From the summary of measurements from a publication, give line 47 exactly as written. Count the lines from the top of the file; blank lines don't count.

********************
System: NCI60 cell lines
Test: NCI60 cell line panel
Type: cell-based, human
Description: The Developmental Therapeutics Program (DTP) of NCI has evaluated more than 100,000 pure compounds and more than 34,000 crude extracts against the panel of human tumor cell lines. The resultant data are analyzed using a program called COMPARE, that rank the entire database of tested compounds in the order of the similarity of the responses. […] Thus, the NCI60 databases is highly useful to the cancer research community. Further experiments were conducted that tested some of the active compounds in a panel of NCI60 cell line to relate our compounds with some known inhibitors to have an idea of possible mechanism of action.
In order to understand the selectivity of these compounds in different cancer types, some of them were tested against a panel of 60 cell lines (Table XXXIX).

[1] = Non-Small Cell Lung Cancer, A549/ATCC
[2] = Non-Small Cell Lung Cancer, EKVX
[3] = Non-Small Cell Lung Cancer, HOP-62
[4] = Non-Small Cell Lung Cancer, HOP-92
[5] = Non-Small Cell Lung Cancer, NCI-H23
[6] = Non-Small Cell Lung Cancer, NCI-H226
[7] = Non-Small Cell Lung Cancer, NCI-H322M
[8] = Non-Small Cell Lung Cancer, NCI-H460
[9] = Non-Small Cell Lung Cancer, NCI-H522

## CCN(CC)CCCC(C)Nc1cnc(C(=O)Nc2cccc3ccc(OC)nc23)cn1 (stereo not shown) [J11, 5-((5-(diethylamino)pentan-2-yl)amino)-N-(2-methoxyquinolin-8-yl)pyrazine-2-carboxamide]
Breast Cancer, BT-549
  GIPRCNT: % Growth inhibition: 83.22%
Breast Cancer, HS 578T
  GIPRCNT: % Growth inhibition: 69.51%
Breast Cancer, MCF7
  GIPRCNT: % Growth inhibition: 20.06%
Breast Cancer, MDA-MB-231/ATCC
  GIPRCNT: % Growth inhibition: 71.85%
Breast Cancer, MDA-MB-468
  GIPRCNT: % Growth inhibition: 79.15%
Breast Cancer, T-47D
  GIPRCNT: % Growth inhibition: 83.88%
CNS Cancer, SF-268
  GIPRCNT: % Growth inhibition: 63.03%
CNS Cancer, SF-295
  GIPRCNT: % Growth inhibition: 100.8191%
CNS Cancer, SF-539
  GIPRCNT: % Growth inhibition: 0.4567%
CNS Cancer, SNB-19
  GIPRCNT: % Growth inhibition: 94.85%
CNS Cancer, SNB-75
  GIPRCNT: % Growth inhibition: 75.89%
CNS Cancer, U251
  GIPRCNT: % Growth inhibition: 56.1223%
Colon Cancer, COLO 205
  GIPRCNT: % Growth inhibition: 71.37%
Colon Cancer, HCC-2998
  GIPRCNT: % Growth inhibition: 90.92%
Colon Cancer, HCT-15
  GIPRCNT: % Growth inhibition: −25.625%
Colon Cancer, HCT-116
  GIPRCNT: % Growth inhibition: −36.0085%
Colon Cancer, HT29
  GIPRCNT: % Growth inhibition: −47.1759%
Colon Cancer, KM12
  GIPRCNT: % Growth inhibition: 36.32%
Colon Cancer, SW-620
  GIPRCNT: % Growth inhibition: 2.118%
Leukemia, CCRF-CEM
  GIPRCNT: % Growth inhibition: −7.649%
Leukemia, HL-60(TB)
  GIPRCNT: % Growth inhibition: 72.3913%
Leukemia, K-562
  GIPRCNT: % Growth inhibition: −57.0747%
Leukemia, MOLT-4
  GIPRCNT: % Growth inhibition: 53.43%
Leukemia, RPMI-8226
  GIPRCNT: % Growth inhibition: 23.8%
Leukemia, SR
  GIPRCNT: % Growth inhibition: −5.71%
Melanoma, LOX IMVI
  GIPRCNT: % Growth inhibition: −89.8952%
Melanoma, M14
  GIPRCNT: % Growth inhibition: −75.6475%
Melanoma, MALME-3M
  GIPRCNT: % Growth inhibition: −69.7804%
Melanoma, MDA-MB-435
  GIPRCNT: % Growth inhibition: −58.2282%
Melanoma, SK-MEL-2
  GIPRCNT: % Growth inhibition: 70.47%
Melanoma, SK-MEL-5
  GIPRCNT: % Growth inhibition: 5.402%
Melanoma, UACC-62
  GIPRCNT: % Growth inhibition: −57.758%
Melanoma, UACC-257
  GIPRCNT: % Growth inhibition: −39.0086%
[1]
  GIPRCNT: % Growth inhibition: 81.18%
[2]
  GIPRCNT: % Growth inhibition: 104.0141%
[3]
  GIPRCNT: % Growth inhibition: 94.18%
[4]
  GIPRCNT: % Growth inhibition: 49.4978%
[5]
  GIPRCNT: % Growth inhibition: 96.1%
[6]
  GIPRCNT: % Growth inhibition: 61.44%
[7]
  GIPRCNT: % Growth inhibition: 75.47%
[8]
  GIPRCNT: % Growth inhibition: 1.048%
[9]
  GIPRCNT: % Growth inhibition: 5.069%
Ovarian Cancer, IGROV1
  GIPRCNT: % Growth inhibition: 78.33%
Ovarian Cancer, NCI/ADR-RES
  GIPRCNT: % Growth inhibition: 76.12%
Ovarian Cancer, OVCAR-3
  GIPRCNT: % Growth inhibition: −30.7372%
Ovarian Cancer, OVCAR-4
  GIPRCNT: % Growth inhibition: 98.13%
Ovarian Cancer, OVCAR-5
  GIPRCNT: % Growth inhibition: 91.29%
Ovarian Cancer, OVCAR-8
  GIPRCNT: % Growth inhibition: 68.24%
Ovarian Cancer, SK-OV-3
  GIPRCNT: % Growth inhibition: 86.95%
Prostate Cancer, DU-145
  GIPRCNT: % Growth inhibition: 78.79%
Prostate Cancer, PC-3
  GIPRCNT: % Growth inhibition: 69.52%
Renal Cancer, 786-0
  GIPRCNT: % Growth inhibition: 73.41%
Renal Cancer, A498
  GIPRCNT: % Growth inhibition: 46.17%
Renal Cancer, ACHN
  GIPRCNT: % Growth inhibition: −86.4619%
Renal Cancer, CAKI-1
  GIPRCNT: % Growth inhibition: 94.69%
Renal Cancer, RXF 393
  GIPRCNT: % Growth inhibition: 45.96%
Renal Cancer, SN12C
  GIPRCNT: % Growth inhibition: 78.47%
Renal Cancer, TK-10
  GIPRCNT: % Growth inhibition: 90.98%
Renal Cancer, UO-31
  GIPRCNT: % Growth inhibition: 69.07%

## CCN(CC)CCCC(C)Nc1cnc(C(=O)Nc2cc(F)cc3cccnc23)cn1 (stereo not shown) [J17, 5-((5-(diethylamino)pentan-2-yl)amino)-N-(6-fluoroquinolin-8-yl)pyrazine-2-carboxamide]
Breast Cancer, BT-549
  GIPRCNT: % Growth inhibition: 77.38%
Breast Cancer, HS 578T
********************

  GIPRCNT: % Growth inhibition: −36.0085%